Note

Click here to download the full example code

# Create a linear model¶

In this example we create a surrogate model using linear model approximation.

The following 2-dimensional function is used in this example .

```
import openturns as ot
import openturns.viewer as viewer
```

## Generation of the data set¶

We first generate the data and we add noise to the output observations:

```
ot.RandomGenerator.SetSeed(0)
distribution = ot.Normal(2)
distribution.setDescription(['x', 'y'])
func = ot.SymbolicFunction(['x', 'y'], ['2 * x - y + 3 + 0.05 * sin(0.8*x)'])
input_sample = distribution.getSample(30)
epsilon = ot.Normal(0, 0.1).getSample(30)
output_sample = func(input_sample) + epsilon
```

## Linear regression¶

Let us run the linear model algorithm using the LinearModelAlgorithm class and get the associated results :

```
algo = ot.LinearModelAlgorithm(input_sample, output_sample)
result = algo.getResult()
```

## Residuals analysis¶

We can now analyse the residuals of the regression on the training data. For clarity purposes, only the first 5 residual values are printed.

```
residuals = result.getSampleResiduals()
print(residuals[:5])
```

Out:

```
[ y0 ]
0 : [ 0.186748 ]
1 : [ -0.117266 ]
2 : [ -0.039708 ]
3 : [ 0.10813 ]
4 : [ -0.0673202 ]
```

Alternatively, the standardized or studentized residuals can be used:

```
stdresiduals = result.getStandardizedResiduals()
print(stdresiduals[:5])
```

Out:

```
[ v0 ]
0 : [ 1.80775 ]
1 : [ -1.10842 ]
2 : [ -0.402104 ]
3 : [ 1.03274 ]
4 : [ -0.633913 ]
```

Similarly, we can also obtain the underyling distribution characterizing the residuals:

```
print(result.getNoiseDistribution())
```

Out:

```
Normal(mu = 0, sigma = 0.110481)
```

## ANOVA table¶

In order to post-process the linear regression results, the LinearModelAnalysis class can be used:

```
analysis = ot.LinearModelAnalysis(result)
print(analysis)
```

Out:

```
Basis( [[x,y]->[1],[x,y]->[x],[x,y]->[y]] )
Coefficients:
| Estimate | Std Error | t value | Pr(>|t|) |
--------------------------------------------------------------------
[x,y]->[1] | 2.99847 | 0.0204173 | 146.859 | 9.82341e-41 |
[x,y]->[x] | 2.02079 | 0.0210897 | 95.8186 | 9.76973e-36 |
[x,y]->[y] | -0.994327 | 0.0215911 | -46.0527 | 3.35854e-27 |
--------------------------------------------------------------------
Residual standard error: 0.11048 on 27 degrees of freedom
F-statistic: 5566.3 , p-value: 0
---------------------------------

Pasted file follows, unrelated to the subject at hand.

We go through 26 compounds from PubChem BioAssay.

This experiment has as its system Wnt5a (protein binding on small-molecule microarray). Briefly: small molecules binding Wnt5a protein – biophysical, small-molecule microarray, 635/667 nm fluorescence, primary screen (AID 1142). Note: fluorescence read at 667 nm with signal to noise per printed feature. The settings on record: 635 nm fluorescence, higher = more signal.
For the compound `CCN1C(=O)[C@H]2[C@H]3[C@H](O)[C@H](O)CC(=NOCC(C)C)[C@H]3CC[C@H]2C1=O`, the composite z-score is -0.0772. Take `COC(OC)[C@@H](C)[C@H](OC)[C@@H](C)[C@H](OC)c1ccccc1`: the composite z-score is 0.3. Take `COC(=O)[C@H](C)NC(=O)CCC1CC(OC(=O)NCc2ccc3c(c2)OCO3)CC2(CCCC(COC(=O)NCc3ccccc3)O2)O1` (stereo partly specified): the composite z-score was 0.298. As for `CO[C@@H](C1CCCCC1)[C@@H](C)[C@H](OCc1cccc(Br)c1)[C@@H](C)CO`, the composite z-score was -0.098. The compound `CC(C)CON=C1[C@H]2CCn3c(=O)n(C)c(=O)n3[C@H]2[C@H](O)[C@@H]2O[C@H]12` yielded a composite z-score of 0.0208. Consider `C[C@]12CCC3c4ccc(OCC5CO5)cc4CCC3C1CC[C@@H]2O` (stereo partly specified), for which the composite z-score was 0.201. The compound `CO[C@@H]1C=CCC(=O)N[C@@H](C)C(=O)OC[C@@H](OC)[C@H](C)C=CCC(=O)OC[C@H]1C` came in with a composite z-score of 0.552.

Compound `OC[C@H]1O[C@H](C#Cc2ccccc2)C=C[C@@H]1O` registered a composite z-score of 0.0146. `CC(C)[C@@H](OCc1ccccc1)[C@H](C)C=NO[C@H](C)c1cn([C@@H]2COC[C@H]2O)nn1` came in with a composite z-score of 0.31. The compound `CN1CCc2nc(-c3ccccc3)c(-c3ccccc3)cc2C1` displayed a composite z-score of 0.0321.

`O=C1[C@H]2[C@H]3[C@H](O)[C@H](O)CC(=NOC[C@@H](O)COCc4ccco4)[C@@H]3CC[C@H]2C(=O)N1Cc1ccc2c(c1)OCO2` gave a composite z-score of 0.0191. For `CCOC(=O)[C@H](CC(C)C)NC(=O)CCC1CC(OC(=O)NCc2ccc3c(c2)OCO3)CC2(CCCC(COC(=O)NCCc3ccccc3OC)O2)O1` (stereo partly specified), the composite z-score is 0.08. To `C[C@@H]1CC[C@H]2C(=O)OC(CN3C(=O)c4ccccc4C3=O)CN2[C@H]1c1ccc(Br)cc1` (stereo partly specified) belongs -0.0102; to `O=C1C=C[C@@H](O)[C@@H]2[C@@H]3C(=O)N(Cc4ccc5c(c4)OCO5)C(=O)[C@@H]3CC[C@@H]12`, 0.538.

Multiple R-squared | 0.997581 |
Adjusted R-squared | 0.997401 |
---------------------------------
---------------------------------
Normality test | p-value |
---------------------------------
Anderson-Darling | 0.456553 |
Cramer-Von Mises | 0.367709 |
Chi-Squared | 0.669183 |
Kolmogorov-Smirnov | 0.578427 |
---------------------------------
```

The results seem to indicate that the linear hypothesis can be accepted. Indeed, the R-Squared value is nearly 1. Furthermore, the adjusted value, which takes into account the data set size and the number of hyperparameters, is similar to R-Squared.

We can also notice that the Fisher-Snedecor and Student p-values detailed above are lower than 1%. This ensures an acceptable quality of the linear model.

## Graphical analyses¶

Let us compare model and fitted values:

```
graph = analysis.drawModelVsFitted()
view = viewer.View(graph)
```

The previous figure seems to indicate that the linearity hypothesis is accurate.

Residuals can be plotted against the fitted values.

```
graph = analysis.drawResidualsVsFitted()
view = viewer.View(graph)
```

```
graph = analysis.drawScaleLocation()
view = viewer.View(graph)
```

```
graph = analysis.drawQQplot()
view = viewer.View(graph)
```

In this case, the two distributions are very close: there is no obvious outlier.

Cook’s distance measures the impact of every invidual data point on the linear regression, and can be plotted as follows:

```
graph = analysis.drawCookDistance()
view = viewer.View(graph)
```

This graph shows us the index of the points with disproportionate influence.

One of the components of the computation of Cook’s distance at a given point is that point’s *leverage*.
High-leverage points are far from their closest neighbors, so the fitted linear regression model must pass close to them.

```
graph = analysis.drawResidualsVsLeverages()
view = viewer.View(graph)
```

In this case, there seem to be no obvious influential outlier characterized by large leverage and residual values, as is also shown in the figure below:

Similarly, we can also plot Cook’s distances as a function of the sample leverages:

```
graph = analysis.drawCookVsLeverages()
view = viewer.View(graph)
```

Finally, we give the intervals for each estimated coefficient (95% confidence interval):

```
alpha = 0.95
interval = analysis.getCoefficientsConfidenceInterval(alpha)
print("confidence intervals with level=%1.2f : " % (alpha))
print("%s" % (interval))
```

Out:

```
confidence intervals with level=0.95 :
[2.95657, 3.04036]
[1.97751, 2.06406]
[-1.03863, -0.950026]
```

**Total running time of the script:** ( 0 minutes 1.180 seconds)